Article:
This function is called to access a window_size sized window at address offset from the start of the device; it must be provided for both bank-switched and linearly mapped flash devices. If the size parameter is non-NULL, you should set it to the size of the window. The function must return a pointer suitable for accessing the device at address offset. On error, it should return NULL and set errno to ERANGE.

f3s_status()

int32_t f3s_status (f3s_socket_t *socket,
                    uint32_t flags)

This function is called to get the socket status. It's used currently only for interfaces that support dynamic insertion and removal. For onboard flash, you should simply return EOK.

f3s_close()

void f3s_close (f3s_socket_t *socket,
                uint32_t flags)

This function is called to close the socket. If you need to, you can disable the flash device and remove any programming voltage, etc.

The following flags are defined for the flags parameter in the socket functions:

F3S_POWER_VCC
Apply read power.
F3S_POWER_VPP
Apply program power.
F3S_OPER_SOCKET
Operation applies to socket given in socket_index.
F3S_OPER_WINDOW
Operation applies to window given in window_index.

The socket parameter is used for passing arguments and returning results from the socket services and for storing information about each socket. To handle complex interfaces such as PCMCIA, the structure has been defined so that there can be more than one socket; each socket can have more than one window. A simple linear flash array would have a single socket and no windows.

The socket structure is defined as:

typedef struct f3s_socket_s
{
  /*
   * these fields are initialized by the flash file system
   * and later validated and set by the socket services
   */
  _Uint16t struct_size;    /* size of this structure */
  _Uint16t status;         /* status of this structure */
  _Uint8t *option;         /* option string from flashio */
  _Uint16t socket_index;   /* index of socket */
  _Uint16t window_index;   /* index of window */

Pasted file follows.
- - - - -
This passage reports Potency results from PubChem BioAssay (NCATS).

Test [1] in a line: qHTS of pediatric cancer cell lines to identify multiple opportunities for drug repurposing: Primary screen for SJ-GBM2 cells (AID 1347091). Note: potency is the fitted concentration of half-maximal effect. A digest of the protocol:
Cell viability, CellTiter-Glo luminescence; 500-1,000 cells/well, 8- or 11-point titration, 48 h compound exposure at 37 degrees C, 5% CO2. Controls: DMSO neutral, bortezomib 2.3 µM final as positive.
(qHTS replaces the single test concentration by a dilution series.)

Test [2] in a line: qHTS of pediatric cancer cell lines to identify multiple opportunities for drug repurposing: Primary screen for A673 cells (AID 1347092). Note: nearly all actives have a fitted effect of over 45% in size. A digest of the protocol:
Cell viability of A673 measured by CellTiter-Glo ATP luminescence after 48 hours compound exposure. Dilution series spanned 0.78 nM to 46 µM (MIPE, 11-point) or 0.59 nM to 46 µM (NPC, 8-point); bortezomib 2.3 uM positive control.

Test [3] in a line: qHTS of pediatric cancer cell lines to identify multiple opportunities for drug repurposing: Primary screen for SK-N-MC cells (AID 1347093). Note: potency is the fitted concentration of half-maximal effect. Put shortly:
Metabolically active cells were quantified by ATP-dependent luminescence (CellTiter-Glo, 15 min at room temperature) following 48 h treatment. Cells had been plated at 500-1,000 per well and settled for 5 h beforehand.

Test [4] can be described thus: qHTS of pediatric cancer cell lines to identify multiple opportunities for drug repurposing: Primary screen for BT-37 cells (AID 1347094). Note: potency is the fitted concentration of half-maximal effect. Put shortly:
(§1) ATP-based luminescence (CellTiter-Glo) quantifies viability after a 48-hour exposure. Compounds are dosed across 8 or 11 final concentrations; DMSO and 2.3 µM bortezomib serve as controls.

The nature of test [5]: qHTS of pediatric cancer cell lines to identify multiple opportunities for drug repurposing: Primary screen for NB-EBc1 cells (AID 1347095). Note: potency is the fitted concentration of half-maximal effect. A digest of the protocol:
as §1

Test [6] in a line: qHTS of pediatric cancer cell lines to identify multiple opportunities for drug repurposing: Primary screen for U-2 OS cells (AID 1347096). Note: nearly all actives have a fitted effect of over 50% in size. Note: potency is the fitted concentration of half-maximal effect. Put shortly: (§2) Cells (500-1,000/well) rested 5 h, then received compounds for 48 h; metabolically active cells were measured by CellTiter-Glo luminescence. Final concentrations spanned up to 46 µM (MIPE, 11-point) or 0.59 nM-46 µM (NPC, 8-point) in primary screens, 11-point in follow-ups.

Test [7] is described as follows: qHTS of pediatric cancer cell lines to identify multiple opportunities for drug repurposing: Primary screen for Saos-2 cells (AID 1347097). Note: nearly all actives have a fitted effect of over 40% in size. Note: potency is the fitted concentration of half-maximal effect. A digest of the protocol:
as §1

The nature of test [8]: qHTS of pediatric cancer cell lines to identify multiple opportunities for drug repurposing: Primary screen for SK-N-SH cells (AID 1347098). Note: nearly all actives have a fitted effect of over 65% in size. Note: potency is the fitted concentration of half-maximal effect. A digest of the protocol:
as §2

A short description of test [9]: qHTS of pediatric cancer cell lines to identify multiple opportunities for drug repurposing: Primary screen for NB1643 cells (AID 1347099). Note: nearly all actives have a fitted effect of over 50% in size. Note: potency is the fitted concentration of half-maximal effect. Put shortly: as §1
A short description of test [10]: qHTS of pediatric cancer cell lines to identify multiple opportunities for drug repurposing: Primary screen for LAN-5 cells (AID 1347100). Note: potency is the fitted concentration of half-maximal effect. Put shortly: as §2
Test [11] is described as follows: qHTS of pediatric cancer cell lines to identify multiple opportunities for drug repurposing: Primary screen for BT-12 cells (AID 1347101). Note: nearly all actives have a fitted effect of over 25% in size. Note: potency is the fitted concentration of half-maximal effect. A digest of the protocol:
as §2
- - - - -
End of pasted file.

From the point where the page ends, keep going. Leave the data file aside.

/*
   * these fields are initialized by the socket services and later
   * referenced by the flash file system
   */
  _Uint8t *name;           /* name of driver */
  _Paddr64t address;       /* physical address 0 for allocated */
  _Uint32t window_size;    /* size of window power of two mandatory */
  _Uint32t array_offset;   /* offset of array 0 for based */
  _Uint32t array_size;     /* size of array 0 for window_size */
  _Uint32t unit_size;      /* size of unit 0 for probed */
  _Uint32t flags;          /* flags for capabilities */
  _Uint16t bus_width;      /* width of bus */
  _Uint16t window_num;     /* number of windows 0 for not windowed */
  
  /*
   * these fields are initialized by the socket services and later
   * referenced by the socket services
   */
  _Uint8t* memory;         /* access pointer for window memory */
  void *socket_handle;     /* socket handle pointer for external
                              library */
  void *window_handle;     /* window handle pointer for external
                              library */
  
  /*
   * this field is modified by the socket services as different window
   * pages are selected
   */
  _Uint32t window_offset;  /* offset of window */
}
f3s_socket_t;

Here's a description of the fields:

option
Option string from command line; parse using the f3s_socket_option() function.
socket_index
Current socket.
window_index
Current window.
name
String containing name of driver.
address
Base address of flash array.
window_size
Size of window in bytes.